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An intense look at the rules of high school attraction—and the price that's paid for them.
It happens every year. A list is posted, and one girl from each grade is chosen as the prettiest, and another is chosen as the ugliest. Nobody knows who makes the list. It almost doesn't matter. The damage is done the minute it goes up.
This is the story of eight girls, freshman to senior, “pretty” and “ugly.” And it's also the story of how we see ourselves, and how other people see us, and the tangled connection of the two.
There are a whole lot of main characters to keep track of in The List! Eight of them, to be exact. At least the narrative is in third person. That gives it a semblance of consistency, even though it still felt like I was juggling eight points-of-view as I read the book. At 332 pages, each character averages 40 pages, unless their paths overlap, which doesn’t happen all that much because they all hail from different social circles.
The four prettiest and the four ugliest girls, a pair from each grade at Washington High are declared with the list at the beginning of every year. These are the eight that make up the main characters in The List. They reactions are documented, and a semi-mystery unfolds as rumours spread about who constructed the list that year. Was it the prettiest senior? A lot of students seem to think so. It does basically guarantee her the homecoming crown. Why would anyone be so cruel and place the ugliest senior on the list for the fourth year in a row?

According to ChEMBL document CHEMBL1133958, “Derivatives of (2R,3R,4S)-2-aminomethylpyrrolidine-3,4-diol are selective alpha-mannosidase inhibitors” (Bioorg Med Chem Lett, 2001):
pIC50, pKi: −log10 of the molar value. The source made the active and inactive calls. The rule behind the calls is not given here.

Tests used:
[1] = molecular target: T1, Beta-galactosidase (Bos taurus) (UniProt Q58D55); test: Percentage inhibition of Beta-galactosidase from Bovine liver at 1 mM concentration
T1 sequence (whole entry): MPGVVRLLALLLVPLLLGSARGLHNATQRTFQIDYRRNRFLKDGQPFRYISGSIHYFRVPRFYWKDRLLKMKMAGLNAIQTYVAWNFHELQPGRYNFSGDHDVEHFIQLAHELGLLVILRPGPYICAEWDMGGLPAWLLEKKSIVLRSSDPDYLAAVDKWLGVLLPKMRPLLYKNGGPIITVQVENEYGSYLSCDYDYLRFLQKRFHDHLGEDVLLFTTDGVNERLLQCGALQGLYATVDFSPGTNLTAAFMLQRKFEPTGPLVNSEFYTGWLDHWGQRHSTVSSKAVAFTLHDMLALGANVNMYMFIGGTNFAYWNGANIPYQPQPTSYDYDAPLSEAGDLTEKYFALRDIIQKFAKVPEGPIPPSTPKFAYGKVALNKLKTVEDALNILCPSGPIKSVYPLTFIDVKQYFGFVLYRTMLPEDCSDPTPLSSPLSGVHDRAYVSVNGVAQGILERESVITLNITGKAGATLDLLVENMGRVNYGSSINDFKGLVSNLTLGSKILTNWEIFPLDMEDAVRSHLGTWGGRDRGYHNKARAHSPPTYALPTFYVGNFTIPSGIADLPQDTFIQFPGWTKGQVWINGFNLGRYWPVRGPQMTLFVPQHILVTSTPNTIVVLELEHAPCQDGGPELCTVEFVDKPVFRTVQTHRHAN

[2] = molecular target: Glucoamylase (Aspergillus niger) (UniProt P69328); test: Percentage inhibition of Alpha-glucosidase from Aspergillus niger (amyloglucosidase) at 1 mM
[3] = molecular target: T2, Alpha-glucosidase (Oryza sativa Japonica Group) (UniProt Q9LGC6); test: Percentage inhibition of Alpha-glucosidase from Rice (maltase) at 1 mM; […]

With so many characters to keep track off, I think what comes to matter more are the attitudes that surface and the underlying principles with which people approach beauty and ugliness. Siobhan Vivian set up a thought experiment of sorts, presenting how these ideas affect girls. What it means when others see them as ugly, and how it affects them. How being seen as beautiful isn’t necessarily a blessing either. She also considers bullying, the varying forms of it and the hurt that it causes.
The List is an interesting exploration of high school relationships, the driver of friendships, and the shallowness that perceptions of beauty supports, all while creating depth as she looks at the underlying issues as well, such as anorexia, low self-esteem and trust.
As much as I liked what The List was trying to achieve, I felt that it was trying to accomplish too much for a book. That gave rise to a lot of unresolved plot points. It also made The List come across as more of an anthology of the immediate consequences of that list but nothing more. The characters too were unresolved somehow. Even though they each had depth, they just couldn’t be developed enough for a novel.
On a side note, reading The List somehow gave me the impression that it was a partial blueprint for the series Burn for Burn. High school drama, multiple characters, everyone embroiled in some kind of mystery, where suspicion jumps from one person to the next, ending up with the most unexpected and innocent-looking person… But maybe that’s just me.